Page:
National non-profit recognizes young, enterprising women

Local scholarship winners show academic acumen and leadership qualities.

Rachel Bonnet, Haddonfield native and PEO Star Scholarship winner from its Cherry Hill chapter.

The Philanthropic Educational Organization (PEO) has been celebrating women helping women reach their educational, professional and service-oriented goals for more than 150 years.

This year, a pair of intelligent and ambitious young women from the region have been honored with the group’s annual STAR scholarship. Established in 2009, STAR is a merit-based, $2,500 scholarship available to high school graduates who intend to continue their education at a college or university in the following academic year. 

The protocol for a candidate’s consideration is the same for all chapters: demonstrated excellence in leadership, academics, extracurricular activities, community service and potential for future success. 

Fitting the bill in 2020 are Haddonfield Memorial High School alumna Rachel Bonnet — nominated by PEO’s Cherry Hill chapter — with Lenape High School alumna Grace Harsche getting the nod from its Haddonfield branch.

Bonnet, president of her graduating class, was also founding member of Teams Work For Good Inc., a 501(c) (3) organization engaged in service projects supporting multiple organizations that raised over $45,000 to create positive change in her local and global community. 

Bonnet walked the walk of Christian charity by embarking on three mission trips with her church during her formative years, to build and repair homes in areas such as Appalachia, New Orleans and the Dominican Republic. 

She will enter Cornell University in the fall, running track and studying business in the School of Hotel Management.

I plan to use my education and dedication (to service) to position myself in a place where I can make important decisions that will make the world a better place,” Bonnet said. 

“I will try my best to do the right thing and encourage others to do the same,” she added when asked how the path before her would influence future action. “In the past, I have enjoyed bringing different groups of people together.

“I will continue to do that in order to help people realize their full potential.”

Grace Harsche, a resident of Mt. Laurel and PEO STAR Scholarship winner from its Haddonfield chapter.

Harsche, a Mt. Laurel native, served as president of the Women of the World Club and also as a mentor in Peer Group Connections, a program to assist freshmen in a group setting with issues such as bullying and peer pressure. She was one of only 20 students in her graduating class of 490 selected by faculty to attend the Leadership Academy, which trains students in leadership skills.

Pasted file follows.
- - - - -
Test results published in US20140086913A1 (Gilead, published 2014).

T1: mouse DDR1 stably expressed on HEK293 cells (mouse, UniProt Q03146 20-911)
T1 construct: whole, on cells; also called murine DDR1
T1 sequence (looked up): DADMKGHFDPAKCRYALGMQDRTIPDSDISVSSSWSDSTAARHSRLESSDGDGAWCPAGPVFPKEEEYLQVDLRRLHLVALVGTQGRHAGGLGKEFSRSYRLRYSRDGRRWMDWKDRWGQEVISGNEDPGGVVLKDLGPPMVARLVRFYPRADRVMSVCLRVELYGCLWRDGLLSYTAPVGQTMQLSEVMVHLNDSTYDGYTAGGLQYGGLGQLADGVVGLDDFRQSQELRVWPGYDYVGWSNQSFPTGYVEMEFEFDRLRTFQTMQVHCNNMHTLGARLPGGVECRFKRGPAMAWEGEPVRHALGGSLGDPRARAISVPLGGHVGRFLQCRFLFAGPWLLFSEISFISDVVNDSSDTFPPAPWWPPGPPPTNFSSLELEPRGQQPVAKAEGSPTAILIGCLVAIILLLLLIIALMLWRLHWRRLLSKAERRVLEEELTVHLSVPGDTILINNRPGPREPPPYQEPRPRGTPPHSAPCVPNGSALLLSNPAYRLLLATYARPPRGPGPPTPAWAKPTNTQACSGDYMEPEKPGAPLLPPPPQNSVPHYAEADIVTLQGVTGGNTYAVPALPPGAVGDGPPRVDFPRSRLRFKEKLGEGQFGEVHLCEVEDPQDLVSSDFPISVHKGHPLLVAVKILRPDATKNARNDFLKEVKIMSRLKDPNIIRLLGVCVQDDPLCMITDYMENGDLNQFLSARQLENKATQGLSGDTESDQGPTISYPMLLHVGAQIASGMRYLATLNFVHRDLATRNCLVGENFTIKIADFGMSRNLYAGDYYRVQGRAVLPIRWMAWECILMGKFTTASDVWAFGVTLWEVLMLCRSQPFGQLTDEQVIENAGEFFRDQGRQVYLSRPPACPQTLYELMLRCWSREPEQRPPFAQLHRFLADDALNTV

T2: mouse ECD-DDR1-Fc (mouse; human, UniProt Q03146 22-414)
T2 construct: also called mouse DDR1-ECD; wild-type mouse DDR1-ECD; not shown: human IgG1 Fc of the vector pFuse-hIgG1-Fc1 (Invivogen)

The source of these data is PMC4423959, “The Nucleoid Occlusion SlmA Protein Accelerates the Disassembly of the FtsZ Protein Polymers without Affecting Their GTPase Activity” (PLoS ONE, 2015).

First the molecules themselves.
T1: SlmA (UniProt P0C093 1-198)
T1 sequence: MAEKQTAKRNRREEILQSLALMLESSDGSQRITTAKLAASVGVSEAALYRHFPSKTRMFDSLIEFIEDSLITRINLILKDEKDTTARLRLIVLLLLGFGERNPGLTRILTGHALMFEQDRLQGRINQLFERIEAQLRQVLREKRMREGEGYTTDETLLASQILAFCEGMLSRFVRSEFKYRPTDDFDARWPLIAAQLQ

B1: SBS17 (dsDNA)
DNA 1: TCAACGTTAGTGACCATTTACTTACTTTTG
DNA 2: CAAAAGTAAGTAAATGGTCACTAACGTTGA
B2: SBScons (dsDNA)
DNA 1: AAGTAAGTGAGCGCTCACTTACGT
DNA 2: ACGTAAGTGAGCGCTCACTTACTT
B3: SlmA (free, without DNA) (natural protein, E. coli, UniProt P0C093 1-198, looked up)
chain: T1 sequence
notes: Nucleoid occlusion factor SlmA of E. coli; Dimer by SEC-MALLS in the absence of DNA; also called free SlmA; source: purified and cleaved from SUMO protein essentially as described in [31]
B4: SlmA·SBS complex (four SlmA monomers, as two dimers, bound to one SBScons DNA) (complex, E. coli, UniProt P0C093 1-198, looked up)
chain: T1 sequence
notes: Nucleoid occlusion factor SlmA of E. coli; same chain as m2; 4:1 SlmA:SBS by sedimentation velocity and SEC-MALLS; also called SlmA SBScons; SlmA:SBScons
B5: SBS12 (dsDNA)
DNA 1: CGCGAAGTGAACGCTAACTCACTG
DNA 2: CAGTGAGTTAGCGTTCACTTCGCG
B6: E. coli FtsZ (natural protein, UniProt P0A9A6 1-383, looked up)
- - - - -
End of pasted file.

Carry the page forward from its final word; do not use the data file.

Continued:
Harsche’s involvement in community endeavors includes serving three years as a member of the Girls Advisory Council at the Alice Paul Institute in her hometown, an internship with Congressman Andy Kim and volunteering with the Philadelphia project, a nonprofit day care for underprivileged children in Philadelphia.

With such an impressive resume, Harsche admitted the selection process was daunting at first, but familiarity with the organization set her mind at ease.

“My grandmother is a member of the PEO and she introduced me to the group,” Harsche recalled. “They decided that they wanted me to be their candidate. I just got lucky and had some amazing connections.

“It was a bit overwhelming at first (to know I was their choice),” she added, “but the group did an awesome job taking me through the whole process, and I knew exactly what was coming.”

Harsche plans to attend Tulane University in the fall and study international relations, with a concentration in international development and a minor in French.

“I think the way I can make a mark on the world is by helping others,” she revealed of her post-graduate plans. “I decided that I want to work for a global nonprofit, implementing education or health-care (solutions) somewhere in the world, so I can put those degrees to good use.”

In addition to educational philanthropies, the PEO Sisterhood provides a framework of support and community for all members. What started with a bond of friendship among seven women in Mount Pleasant, Iowa, is now one of the oldest women’s organizations in North America, with close to 6,000 chapters.

Since its inception in 1869, the nonprofit has helped more than 113,000 women pursue educational goals by providing over $366 million in grants, scholarships, awards and loans. 

To learn more about PEO’s philanthropic endeavors, and to see stories of women who have benefited from its programs, visit peointernational.org.